Purpose: Health care institutions are required to routinely collect and address formal patient complaints. Despite the availability of this feedback, no published efforts explore such data to improve physician behavior. The authors sought to determine the usefulness of patient complaints by establishing meaningful categories and exploring their epidemiology.
Method: A register of formal, unsolicited patient complaints collected routinely at the Wake Forest University Baptist Medical Center in Winston-Salem, North Carolina was used to categorize complaints using qualitative research strategies. After eliminating complaints unrelated to physician behavior, complaints from March 1999 were analyzed (60) to identify complaint categories that were then validated using complaints from January 2000 (122). Subsequently, all 1,746 complaints for the year 2000 were examined. Those unrelated to physician behavior (1,342) and with inadequate detail (182) were excluded, leaving 222 complaints further analysis.
Results: Complaints were most commonly lodged by patient (111), followed by a patient's spouse (33), (52), parent (50), relative/friend (15), or health professional (2). The most commonly identified category was disrespect (36%), followed by disagreement about expectations of care (23%), inadequate information (20%), distrust (18%), perceived unavailability (15%), interdisciplinary miscommunication (4%), and misinformation (4%). Multiple categories were identified in (19%) complaints. Examples from each category provide adequate detail to develop instructional modules.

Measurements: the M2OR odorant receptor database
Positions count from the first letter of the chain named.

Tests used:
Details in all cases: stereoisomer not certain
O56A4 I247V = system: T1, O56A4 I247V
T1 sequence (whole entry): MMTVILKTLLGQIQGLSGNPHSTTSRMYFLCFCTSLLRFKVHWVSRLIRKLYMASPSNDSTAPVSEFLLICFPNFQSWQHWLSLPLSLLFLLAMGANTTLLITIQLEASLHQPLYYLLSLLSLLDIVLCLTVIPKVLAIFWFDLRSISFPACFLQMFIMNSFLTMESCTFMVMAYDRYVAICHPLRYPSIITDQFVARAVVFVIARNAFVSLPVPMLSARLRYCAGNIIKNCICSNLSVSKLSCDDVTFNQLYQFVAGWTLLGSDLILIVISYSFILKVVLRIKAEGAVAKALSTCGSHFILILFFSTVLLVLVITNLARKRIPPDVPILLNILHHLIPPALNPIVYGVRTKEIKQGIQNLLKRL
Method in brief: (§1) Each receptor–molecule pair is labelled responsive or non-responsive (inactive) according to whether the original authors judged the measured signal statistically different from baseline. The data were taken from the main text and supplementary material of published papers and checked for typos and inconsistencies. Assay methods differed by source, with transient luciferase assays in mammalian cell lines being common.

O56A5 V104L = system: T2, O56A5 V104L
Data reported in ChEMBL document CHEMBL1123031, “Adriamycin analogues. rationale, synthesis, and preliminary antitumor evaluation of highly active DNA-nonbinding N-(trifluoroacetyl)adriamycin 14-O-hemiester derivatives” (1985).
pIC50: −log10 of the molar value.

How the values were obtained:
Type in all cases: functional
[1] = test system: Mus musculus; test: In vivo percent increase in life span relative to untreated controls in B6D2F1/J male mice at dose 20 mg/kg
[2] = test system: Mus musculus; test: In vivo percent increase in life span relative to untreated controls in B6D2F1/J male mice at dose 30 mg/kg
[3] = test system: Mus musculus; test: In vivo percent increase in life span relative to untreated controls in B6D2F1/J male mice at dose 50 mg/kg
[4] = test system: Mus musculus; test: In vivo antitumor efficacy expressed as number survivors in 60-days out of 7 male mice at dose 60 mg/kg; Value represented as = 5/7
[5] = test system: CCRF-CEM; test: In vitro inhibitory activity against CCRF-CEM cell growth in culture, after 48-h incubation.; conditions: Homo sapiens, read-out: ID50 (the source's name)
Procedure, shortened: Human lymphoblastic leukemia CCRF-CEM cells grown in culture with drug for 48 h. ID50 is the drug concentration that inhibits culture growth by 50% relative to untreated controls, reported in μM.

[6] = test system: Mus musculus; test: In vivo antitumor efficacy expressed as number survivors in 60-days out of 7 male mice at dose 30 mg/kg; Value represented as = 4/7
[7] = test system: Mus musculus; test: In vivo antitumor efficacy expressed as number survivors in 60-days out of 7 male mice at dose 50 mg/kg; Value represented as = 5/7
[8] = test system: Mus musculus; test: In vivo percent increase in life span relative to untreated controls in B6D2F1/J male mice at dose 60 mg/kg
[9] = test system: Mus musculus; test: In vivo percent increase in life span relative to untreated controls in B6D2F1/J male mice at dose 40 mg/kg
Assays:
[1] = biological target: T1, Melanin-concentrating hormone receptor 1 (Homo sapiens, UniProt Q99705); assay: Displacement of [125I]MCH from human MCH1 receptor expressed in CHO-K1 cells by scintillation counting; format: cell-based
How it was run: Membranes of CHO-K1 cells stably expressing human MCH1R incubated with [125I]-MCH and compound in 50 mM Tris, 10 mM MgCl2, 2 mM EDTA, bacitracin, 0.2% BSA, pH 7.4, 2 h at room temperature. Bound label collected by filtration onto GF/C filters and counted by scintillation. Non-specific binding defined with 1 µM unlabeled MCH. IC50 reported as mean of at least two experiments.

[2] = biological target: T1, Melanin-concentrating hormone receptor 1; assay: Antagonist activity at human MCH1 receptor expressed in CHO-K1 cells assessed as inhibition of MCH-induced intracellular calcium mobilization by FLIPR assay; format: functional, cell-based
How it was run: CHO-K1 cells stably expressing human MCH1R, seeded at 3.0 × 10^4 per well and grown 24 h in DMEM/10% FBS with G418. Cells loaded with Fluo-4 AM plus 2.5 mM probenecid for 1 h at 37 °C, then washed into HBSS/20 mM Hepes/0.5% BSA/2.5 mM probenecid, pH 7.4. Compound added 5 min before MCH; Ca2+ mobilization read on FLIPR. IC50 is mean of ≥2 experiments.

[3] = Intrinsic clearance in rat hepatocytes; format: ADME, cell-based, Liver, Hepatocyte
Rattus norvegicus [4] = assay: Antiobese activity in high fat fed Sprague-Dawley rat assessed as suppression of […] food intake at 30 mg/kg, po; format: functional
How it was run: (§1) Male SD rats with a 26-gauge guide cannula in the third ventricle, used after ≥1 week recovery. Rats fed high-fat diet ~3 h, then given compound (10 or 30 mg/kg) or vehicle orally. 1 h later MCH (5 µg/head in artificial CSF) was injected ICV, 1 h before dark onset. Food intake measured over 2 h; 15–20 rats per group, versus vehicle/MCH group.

Conclusion: The seven complaint categories of physician behaviors should be useful in developing curricula related to professionalism, communication skills, practice-based learning.